|THE ART OF CORPORATE SPONSORSHIP
Does corporate sponsorship undermine the integrity of cultural exhibits?
February 6, 1998
in this forum:
Have you experienced situations which explain the concern over corporate sponsorship? Do corporations fund more than mainstream art? Why shouldn't art be subject to market forces? Doesn't government funding also come with restrictions and requirements as well? Do any corporations fund anything other than mainstream art?
Roberto Bedoya, executive director of the National Association of Artists' Organizations, responds:Rarely.
Ben Cameron, manager of community relations for Target Stores, responds:
"Mainstream" in this context is a tricky descriptor. Does the writer mean "aesthetically conservative?" The work of Elizabeth Streb and Merce Cunnighman in dance, of the Wooster Group in theater, of Tan Dun in opera, for example, all push the boundaries of traditional art forms and have all received corporate support. Does the writer mean "politically center of the road?" ANGELS IN AMERICA productions in theater, for example, also have been supported by corporate America. Does the writer mean "culturally mainstream, i.e. essentially white Euro-centric?" There has been an explosion of support for institutions and artists of color in the past decade.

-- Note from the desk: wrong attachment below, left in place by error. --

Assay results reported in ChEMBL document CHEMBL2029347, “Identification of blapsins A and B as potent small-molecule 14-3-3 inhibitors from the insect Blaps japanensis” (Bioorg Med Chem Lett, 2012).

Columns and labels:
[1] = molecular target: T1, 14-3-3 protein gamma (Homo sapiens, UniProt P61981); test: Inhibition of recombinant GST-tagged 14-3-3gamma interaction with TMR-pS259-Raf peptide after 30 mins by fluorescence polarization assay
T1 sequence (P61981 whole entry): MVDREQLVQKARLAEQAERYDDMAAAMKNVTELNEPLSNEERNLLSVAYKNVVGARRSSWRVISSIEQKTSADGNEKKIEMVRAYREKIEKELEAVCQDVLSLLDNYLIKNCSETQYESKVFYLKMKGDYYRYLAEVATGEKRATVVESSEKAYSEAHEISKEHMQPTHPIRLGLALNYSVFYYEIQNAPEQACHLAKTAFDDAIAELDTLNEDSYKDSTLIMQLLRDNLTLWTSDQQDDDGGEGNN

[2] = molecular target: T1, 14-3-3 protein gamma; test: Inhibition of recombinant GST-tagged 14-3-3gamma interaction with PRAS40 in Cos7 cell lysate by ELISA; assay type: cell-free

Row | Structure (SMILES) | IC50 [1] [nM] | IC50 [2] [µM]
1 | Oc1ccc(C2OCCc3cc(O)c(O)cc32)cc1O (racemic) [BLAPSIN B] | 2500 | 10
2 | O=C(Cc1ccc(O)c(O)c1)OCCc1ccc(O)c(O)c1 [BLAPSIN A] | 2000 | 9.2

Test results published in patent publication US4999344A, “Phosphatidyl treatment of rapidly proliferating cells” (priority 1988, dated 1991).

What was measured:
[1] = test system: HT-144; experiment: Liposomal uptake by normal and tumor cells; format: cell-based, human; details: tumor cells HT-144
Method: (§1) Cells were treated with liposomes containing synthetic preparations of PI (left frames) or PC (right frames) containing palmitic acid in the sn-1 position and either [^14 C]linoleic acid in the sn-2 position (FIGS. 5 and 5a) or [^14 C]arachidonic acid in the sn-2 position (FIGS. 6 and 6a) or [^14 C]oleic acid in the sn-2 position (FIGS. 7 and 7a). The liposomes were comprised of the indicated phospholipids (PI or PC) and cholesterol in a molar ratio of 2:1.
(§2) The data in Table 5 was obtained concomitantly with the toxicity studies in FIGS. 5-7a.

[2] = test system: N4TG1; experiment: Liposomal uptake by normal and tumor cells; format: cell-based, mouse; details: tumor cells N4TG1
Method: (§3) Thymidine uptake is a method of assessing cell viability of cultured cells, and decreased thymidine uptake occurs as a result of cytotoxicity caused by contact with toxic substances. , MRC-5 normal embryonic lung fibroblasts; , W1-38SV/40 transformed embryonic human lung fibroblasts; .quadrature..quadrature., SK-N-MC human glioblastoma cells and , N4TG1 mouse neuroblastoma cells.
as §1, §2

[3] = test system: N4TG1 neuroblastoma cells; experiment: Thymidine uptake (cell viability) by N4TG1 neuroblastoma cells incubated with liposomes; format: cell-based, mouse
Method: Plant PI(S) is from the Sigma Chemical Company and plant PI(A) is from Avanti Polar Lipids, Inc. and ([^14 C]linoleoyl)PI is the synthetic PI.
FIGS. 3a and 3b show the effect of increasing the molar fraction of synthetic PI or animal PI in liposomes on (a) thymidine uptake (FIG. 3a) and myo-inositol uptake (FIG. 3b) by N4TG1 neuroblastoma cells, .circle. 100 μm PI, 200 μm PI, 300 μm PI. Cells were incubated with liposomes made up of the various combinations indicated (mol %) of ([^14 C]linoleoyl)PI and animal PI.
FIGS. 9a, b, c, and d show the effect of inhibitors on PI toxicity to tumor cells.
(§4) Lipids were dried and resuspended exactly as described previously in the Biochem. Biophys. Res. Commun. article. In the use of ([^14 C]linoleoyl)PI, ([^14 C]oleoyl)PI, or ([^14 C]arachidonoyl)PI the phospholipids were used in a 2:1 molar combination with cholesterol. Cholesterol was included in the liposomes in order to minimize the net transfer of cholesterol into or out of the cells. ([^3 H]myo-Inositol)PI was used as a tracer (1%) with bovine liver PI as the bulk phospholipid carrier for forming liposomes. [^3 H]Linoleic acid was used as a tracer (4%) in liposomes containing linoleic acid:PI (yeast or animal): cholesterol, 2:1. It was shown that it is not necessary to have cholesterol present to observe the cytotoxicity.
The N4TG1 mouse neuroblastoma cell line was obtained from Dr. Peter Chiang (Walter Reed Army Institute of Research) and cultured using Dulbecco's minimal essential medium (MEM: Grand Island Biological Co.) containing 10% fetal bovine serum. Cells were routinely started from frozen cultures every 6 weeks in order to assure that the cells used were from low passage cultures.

What is probably true is that corporations of late have moved towards aligning their corporate objectives with their giving programs. The more a corporation prizes experimentation, innovation and creativity or the more it seeks to address a significantly younger, emerging generation of hip consumers, the more likely it is to embrace the non-mainstream in its corporate giving efforts or in its own art collection--- the purchase and commissioning of which is yet another way that corporations support the work of artists.
Kathy Halbreich, director of the Walker Arts Center responds:
Given the nature of our programs, our mission, and our success in obtaining corporate sponsorships, I'd have to answer yes. But often it's dependent upon a personal relationship between the corporation and the institution. If the institution has a stellar reputation, it's easier for a corporation to buy into supporting the "brand" in funding a particular project with less than mainstream appeal. But it's hard to raise this kind of funding cold or blind.
Gary O. Larson, freelance writer, responds: